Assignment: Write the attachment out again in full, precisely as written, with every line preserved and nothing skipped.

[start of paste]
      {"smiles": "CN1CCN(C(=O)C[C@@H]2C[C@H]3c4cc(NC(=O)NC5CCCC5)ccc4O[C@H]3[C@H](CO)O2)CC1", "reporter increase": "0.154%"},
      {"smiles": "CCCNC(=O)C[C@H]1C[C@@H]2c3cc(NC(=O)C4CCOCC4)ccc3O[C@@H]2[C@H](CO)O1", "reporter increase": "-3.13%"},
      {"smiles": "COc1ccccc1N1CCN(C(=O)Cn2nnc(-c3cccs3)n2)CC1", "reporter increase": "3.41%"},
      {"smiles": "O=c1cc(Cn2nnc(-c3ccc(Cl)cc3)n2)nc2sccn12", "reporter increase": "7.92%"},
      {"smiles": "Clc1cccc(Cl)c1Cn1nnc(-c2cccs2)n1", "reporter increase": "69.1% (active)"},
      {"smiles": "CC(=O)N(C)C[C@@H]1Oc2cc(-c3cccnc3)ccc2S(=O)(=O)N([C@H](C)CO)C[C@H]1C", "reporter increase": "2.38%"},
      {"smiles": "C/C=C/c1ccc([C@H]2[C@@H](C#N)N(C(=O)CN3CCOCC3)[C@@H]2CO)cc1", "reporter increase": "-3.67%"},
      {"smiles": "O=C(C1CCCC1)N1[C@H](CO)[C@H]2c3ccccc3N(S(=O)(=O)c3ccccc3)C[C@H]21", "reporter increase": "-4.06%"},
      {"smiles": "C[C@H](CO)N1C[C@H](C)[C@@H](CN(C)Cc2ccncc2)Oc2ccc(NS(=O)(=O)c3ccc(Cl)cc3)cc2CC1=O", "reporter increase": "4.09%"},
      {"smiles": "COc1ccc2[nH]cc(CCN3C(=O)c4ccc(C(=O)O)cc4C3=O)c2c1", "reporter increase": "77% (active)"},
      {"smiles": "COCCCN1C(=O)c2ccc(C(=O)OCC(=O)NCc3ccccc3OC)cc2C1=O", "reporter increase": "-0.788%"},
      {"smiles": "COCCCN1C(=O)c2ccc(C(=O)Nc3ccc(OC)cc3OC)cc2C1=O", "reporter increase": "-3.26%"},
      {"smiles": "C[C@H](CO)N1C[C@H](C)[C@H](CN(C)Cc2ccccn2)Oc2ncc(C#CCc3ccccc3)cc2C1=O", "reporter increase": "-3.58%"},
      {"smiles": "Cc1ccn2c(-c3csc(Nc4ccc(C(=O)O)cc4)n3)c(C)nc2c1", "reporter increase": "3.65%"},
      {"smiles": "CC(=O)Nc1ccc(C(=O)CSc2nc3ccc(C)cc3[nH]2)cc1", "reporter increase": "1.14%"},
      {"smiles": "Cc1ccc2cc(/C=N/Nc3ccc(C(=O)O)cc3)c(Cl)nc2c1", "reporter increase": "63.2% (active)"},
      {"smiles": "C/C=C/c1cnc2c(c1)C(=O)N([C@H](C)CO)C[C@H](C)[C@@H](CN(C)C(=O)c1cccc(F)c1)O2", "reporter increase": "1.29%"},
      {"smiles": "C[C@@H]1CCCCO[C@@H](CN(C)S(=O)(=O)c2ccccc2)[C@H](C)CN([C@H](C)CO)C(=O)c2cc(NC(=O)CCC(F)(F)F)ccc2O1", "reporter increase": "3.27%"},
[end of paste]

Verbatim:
      {"smiles": "CN1CCN(C(=O)C[C@@H]2C[C@H]3c4cc(NC(=O)NC5CCCC5)ccc4O[C@H]3[C@H](CO)O2)CC1", "reporter increase": "0.154%"},
      {"smiles": "CCCNC(=O)C[C@H]1C[C@@H]2c3cc(NC(=O)C4CCOCC4)ccc3O[C@@H]2[C@H](CO)O1", "reporter increase": "-3.13%"},
      {"smiles": "COc1ccccc1N1CCN(C(=O)Cn2nnc(-c3cccs3)n2)CC1", "reporter increase": "3.41%"},
      {"smiles": "O=c1cc(Cn2nnc(-c3ccc(Cl)cc3)n2)nc2sccn12", "reporter increase": "7.92%"},
      {"smiles": "Clc1cccc(Cl)c1Cn1nnc(-c2cccs2)n1", "reporter increase": "69.1% (active)"},
      {"smiles": "CC(=O)N(C)C[C@@H]1Oc2cc(-c3cccnc3)ccc2S(=O)(=O)N([C@H](C)CO)C[C@H]1C", "reporter increase": "2.38%"},
      {"smiles": "C/C=C/c1ccc([C@H]2[C@@H](C#N)N(C(=O)CN3CCOCC3)[C@@H]2CO)cc1", "reporter increase": "-3.67%"},
      {"smiles": "O=C(C1CCCC1)N1[C@H](CO)[C@H]2c3ccccc3N(S(=O)(=O)c3ccccc3)C[C@H]21", "reporter increase": "-4.06%"},
      {"smiles": "C[C@H](CO)N1C[C@H](C)[C@@H](CN(C)Cc2ccncc2)Oc2ccc(NS(=O)(=O)c3ccc(Cl)cc3)cc2CC1=O", "reporter increase": "4.09%"},
      {"smiles": "COc1ccc2[nH]cc(CCN3C(=O)c4ccc(C(=O)O)cc4C3=O)c2c1", "reporter increase": "77% (active)"},
      {"smiles": "COCCCN1C(=O)c2ccc(C(=O)OCC(=O)NCc3ccccc3OC)cc2C1=O", "reporter increase": "-0.788%"},
      {"smiles": "COCCCN1C(=O)c2ccc(C(=O)Nc3ccc(OC)cc3OC)cc2C1=O", "reporter increase": "-3.26%"},
      {"smiles": "C[C@H](CO)N1C[C@H](C)[C@H](CN(C)Cc2ccccn2)Oc2ncc(C#CCc3ccccc3)cc2C1=O", "reporter increase": "-3.58%"},
      {"smiles": "Cc1ccn2c(-c3csc(Nc4ccc(C(=O)O)cc4)n3)c(C)nc2c1", "reporter increase": "3.65%"},
      {"smiles": "CC(=O)Nc1ccc(C(=O)CSc2nc3ccc(C)cc3[nH]2)cc1", "reporter increase": "1.14%"},
      {"smiles": "Cc1ccc2cc(/C=N/Nc3ccc(C(=O)O)cc3)c(Cl)nc2c1", "reporter increase": "63.2% (active)"},
      {"smiles": "C/C=C/c1cnc2c(c1)C(=O)N([C@H](C)CO)C[C@H](C)[C@@H](CN(C)C(=O)c1cccc(F)c1)O2", "reporter increase": "1.29%"},
      {"smiles": "C[C@@H]1CCCCO[C@@H](CN(C)S(=O)(=O)c2ccccc2)[C@H](C)CN([C@H](C)CO)C(=O)c2cc(NC(=O)CCC(F)(F)F)ccc2O1", "reporter increase": "3.27%"},